1. I’m glad you brought me over here from my Oscar/Pollyanna post. Yes, opposites attract – until they WHAM blow up in each other’s faces. As much as we need to be different in a relationship (a good kind of yin and yang), we need to have base-level (core values) similarities. Sounds like you have this with your man. I’m an optimist, but I’m NOT an ostrich. No growth occurs if our heads are in the sand instead of the real world.
    On the other hand, the majority of my friends are quite different from me, in that they’re extroverts, and I tend to be an introvert. Those friendships help pull me out into the world.
    That, and our shared laughter, for sure. xo

    Liked by 1 person

    1. Hi Pam. Yes, you’re right, core values that match are likely to be similar. I still work on being optimistic every day. On the times I release something to the Universe and then let it go and trust, it always works out for the best. I just don’t always remember to do so. ๐Ÿ˜‰
      Thanks for coming over to check out the post. ๐Ÿ™‚

      Liked by 1 person

  2. Really good post. Certainly agree with all the comments on Whits End. Life happened and I never told you how much I enjoyed reading it and particularly because I knew the author!

    I never saw a follow up on Max from being at the vet. But I saw today he went out and the moon gave so much light you needed no other so I gathered he is fine.

    Liked by 1 person

    1. Hi Linda. Sorry, I did post an update on facebook about Max. All came out well with his blood test, except we have to revisit his liver counts to keep a check on them because they’re a bit elevated. We also need to figure out a treatment for his arthritis.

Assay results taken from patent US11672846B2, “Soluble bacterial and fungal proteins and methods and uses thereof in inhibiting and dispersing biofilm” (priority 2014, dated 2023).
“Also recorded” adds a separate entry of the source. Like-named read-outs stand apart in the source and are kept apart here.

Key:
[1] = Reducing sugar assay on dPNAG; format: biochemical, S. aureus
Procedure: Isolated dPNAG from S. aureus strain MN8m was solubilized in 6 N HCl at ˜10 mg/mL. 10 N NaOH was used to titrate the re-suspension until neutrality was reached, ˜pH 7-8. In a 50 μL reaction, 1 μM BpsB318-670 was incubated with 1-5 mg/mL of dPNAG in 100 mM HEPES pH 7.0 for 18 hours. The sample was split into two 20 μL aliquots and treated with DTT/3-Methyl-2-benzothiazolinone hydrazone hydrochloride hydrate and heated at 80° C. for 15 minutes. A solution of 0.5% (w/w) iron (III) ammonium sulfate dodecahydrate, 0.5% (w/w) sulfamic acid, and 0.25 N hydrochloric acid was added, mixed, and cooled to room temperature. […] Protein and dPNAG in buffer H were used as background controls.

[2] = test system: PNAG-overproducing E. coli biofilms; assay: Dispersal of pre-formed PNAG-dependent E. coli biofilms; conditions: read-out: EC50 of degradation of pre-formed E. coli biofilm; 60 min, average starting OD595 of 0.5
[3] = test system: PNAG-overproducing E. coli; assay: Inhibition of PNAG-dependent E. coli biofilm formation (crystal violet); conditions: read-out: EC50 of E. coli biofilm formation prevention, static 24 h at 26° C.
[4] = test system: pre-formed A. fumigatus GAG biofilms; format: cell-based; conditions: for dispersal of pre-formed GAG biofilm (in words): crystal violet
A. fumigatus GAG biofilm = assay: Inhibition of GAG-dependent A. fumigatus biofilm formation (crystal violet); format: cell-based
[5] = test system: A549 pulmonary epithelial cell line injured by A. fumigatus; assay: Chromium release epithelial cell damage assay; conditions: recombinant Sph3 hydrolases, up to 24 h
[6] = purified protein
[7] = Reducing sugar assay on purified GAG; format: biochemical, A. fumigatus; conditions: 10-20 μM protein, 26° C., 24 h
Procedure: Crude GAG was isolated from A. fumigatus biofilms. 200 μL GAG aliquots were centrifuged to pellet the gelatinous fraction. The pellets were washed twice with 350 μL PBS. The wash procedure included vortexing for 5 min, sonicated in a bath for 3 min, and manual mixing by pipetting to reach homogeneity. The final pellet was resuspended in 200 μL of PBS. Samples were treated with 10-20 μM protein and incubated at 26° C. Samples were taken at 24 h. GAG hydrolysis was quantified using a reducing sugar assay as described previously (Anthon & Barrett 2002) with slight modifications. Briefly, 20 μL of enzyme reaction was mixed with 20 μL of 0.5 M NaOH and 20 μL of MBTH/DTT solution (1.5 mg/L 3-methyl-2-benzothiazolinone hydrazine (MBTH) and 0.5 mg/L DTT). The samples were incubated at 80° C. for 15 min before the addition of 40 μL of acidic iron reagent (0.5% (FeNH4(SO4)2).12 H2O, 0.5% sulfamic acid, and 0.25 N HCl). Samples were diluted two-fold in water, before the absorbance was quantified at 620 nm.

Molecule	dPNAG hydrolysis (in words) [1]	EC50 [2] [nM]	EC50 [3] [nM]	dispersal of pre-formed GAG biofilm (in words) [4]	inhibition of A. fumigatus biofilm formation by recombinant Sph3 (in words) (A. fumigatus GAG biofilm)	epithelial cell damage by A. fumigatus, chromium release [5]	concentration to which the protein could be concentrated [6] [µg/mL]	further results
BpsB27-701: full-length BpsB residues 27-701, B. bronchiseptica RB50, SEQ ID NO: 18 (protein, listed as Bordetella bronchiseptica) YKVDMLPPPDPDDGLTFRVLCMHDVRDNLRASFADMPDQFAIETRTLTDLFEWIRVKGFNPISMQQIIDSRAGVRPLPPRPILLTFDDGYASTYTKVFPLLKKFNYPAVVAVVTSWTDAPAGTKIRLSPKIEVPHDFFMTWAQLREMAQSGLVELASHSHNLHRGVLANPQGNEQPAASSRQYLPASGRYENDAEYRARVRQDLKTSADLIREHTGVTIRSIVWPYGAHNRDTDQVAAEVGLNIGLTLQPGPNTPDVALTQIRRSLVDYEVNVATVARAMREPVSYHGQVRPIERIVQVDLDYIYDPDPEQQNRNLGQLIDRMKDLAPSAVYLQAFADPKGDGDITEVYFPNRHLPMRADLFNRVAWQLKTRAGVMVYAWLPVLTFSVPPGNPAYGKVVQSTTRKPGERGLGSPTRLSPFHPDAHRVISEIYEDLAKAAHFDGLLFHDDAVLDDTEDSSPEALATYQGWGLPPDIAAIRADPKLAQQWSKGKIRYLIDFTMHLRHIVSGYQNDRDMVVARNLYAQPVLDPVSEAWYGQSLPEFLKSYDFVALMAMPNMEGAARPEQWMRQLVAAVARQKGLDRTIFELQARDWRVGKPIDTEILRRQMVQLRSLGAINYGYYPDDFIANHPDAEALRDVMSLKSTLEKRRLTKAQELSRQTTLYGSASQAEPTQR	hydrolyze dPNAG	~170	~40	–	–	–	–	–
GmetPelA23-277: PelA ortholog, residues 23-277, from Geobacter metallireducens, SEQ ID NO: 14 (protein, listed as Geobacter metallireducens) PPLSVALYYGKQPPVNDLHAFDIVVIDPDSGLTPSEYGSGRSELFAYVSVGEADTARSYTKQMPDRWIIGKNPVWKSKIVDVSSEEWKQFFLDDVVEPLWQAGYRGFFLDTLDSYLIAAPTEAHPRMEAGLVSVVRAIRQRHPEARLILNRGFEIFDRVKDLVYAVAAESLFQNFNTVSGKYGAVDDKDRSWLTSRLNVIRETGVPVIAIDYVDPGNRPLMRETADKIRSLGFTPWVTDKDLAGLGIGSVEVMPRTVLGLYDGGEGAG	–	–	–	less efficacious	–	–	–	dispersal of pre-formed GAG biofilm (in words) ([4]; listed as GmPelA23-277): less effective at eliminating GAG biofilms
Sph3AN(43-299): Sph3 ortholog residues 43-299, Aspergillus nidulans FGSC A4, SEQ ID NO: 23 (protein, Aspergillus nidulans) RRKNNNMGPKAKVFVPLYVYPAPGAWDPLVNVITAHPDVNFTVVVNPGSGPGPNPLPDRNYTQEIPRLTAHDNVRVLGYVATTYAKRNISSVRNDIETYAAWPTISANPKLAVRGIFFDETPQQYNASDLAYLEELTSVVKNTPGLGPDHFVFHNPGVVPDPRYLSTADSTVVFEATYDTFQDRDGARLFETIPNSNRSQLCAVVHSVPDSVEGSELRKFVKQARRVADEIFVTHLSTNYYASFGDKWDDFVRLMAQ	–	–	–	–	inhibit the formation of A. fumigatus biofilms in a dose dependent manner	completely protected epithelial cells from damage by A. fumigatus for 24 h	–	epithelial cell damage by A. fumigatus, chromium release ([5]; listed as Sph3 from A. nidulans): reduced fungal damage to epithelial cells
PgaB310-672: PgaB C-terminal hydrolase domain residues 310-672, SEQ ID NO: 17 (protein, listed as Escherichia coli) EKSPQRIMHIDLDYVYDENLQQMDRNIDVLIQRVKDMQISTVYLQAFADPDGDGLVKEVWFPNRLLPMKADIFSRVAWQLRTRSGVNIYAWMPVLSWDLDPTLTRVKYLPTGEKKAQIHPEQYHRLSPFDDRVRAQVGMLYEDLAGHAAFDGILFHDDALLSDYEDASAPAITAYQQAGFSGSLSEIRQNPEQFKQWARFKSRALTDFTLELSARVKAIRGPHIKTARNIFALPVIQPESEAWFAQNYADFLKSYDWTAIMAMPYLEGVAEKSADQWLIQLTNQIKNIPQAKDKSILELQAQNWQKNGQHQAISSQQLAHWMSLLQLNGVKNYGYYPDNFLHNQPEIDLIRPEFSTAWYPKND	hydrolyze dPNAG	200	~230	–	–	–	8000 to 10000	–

Thanks for mentioning it, and for the nice comment. โค

      Liked by 1 person

  3. I am a solutioniser… my husband is a bit of an ostrich. We drive each other nuts in that way but we’re politically and socially totally aligned. We get each other’s humour and we have the same parenting philosophy… so mostly things are pretty harmonious.

    Liked by 1 person

    1. I do think it’s important that we are spiritually and politically aligned. Other than that (and parenting philosophy), anything else can be balancing off each other. Thanks for sharing, Abbi.

      Liked by 1 person

  4. Lori, an article that many, including myself, can readily indentify with! My husband and I are so different in many ways, but our core values were identical. We balance each other perfectly, his laid back approach with my more controlling self, my perfection with his laissiz faire … we are both better people with each other! As for humour, that is a must in life! ๐Ÿ˜€Company without it can become rather intolerable.

    Liked by 2 people

  5. Such a great observation, and good to hear you and your husband get along despite your differences. Like you, I am usually the negative person and a lot of those who I know are optimists. That said, most of my closest friends are those who share the same characteristics as me. I guess I’m one of those who find comfort in those who have similar traits, and I tend to get along with them better.